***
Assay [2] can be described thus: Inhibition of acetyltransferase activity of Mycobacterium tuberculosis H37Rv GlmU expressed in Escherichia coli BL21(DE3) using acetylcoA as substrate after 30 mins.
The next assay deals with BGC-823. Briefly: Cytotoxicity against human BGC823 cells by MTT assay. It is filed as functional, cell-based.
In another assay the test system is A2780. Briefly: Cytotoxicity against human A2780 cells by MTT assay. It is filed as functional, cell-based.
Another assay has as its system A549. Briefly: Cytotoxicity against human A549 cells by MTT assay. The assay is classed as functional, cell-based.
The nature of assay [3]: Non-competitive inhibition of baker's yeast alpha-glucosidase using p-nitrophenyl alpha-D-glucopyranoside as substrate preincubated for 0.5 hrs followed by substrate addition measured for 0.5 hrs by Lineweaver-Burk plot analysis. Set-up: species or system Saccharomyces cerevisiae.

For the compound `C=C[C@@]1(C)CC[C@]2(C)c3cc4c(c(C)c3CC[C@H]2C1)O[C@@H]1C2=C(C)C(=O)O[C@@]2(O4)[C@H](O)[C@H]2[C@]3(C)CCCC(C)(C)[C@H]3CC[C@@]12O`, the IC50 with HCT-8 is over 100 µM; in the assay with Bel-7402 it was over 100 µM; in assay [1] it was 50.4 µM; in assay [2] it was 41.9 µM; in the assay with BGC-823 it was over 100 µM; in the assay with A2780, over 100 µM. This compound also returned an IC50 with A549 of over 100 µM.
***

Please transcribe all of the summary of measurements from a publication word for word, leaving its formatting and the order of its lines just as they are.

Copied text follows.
Assay [2] can be described thus: Inhibition of acetyltransferase activity of Mycobacterium tuberculosis H37Rv GlmU expressed in Escherichia coli BL21(DE3) using acetylcoA as substrate after 30 mins.
The next assay deals with BGC-823. Briefly: Cytotoxicity against human BGC823 cells by MTT assay. It is filed as functional, cell-based.
In another assay the test system is A2780. Briefly: Cytotoxicity against human A2780 cells by MTT assay. It is filed as functional, cell-based.
Another assay has as its system A549. Briefly: Cytotoxicity against human A549 cells by MTT assay. The assay is classed as functional, cell-based.
The nature of assay [3]: Non-competitive inhibition of baker's yeast alpha-glucosidase using p-nitrophenyl alpha-D-glucopyranoside as substrate preincubated for 0.5 hrs followed by substrate addition measured for 0.5 hrs by Lineweaver-Burk plot analysis. Set-up: species or system Saccharomyces cerevisiae.

For the compound `C=C[C@@]1(C)CC[C@]2(C)c3cc4c(c(C)c3CC[C@H]2C1)O[C@@H]1C2=C(C)C(=O)O[C@@]2(O4)[C@H](O)[C@H]2[C@]3(C)CCCC(C)(C)[C@H]3CC[C@@]12O`, the IC50 with HCT-8 is over 100 µM; in the assay with Bel-7402 it was over 100 µM; in assay [1] it was 50.4 µM; in assay [2] it was 41.9 µM; in the assay with BGC-823 it was over 100 µM; in the assay with A2780, over 100 µM. This compound also returned an IC50 with A549 of over 100 µM.